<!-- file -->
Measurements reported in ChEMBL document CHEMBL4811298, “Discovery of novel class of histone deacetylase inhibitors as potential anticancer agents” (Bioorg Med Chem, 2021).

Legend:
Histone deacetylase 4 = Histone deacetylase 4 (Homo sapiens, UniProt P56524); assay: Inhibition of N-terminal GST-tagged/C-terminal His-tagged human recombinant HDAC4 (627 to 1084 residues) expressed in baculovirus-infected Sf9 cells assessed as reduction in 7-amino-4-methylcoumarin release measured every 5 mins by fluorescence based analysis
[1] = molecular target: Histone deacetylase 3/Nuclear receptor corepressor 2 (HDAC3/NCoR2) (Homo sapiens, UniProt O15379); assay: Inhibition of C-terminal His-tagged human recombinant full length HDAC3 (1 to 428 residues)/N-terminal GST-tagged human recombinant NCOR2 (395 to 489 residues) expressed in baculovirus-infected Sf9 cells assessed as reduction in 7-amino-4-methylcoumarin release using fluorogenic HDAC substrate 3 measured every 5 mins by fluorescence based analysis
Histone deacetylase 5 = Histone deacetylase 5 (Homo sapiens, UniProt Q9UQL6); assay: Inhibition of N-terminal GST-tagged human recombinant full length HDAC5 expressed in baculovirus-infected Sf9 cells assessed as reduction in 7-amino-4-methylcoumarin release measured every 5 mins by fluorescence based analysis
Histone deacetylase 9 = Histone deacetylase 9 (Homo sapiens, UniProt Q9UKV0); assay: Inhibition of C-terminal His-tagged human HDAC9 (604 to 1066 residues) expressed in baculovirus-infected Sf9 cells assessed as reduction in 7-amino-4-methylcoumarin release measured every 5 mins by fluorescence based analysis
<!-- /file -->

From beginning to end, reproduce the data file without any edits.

Measurements reported in ChEMBL document CHEMBL4811298, “Discovery of novel class of histone deacetylase inhibitors as potential anticancer agents” (Bioorg Med Chem, 2021).

Legend:
Histone deacetylase 4 = Histone deacetylase 4 (Homo sapiens, UniProt P56524); assay: Inhibition of N-terminal GST-tagged/C-terminal His-tagged human recombinant HDAC4 (627 to 1084 residues) expressed in baculovirus-infected Sf9 cells assessed as reduction in 7-amino-4-methylcoumarin release measured every 5 mins by fluorescence based analysis
[1] = molecular target: Histone deacetylase 3/Nuclear receptor corepressor 2 (HDAC3/NCoR2) (Homo sapiens, UniProt O15379); assay: Inhibition of C-terminal His-tagged human recombinant full length HDAC3 (1 to 428 residues)/N-terminal GST-tagged human recombinant NCOR2 (395 to 489 residues) expressed in baculovirus-infected Sf9 cells assessed as reduction in 7-amino-4-methylcoumarin release using fluorogenic HDAC substrate 3 measured every 5 mins by fluorescence based analysis
Histone deacetylase 5 = Histone deacetylase 5 (Homo sapiens, UniProt Q9UQL6); assay: Inhibition of N-terminal GST-tagged human recombinant full length HDAC5 expressed in baculovirus-infected Sf9 cells assessed as reduction in 7-amino-4-methylcoumarin release measured every 5 mins by fluorescence based analysis
Histone deacetylase 9 = Histone deacetylase 9 (Homo sapiens, UniProt Q9UKV0); assay: Inhibition of C-terminal His-tagged human HDAC9 (604 to 1066 residues) expressed in baculovirus-infected Sf9 cells assessed as reduction in 7-amino-4-methylcoumarin release measured every 5 mins by fluorescence based analysis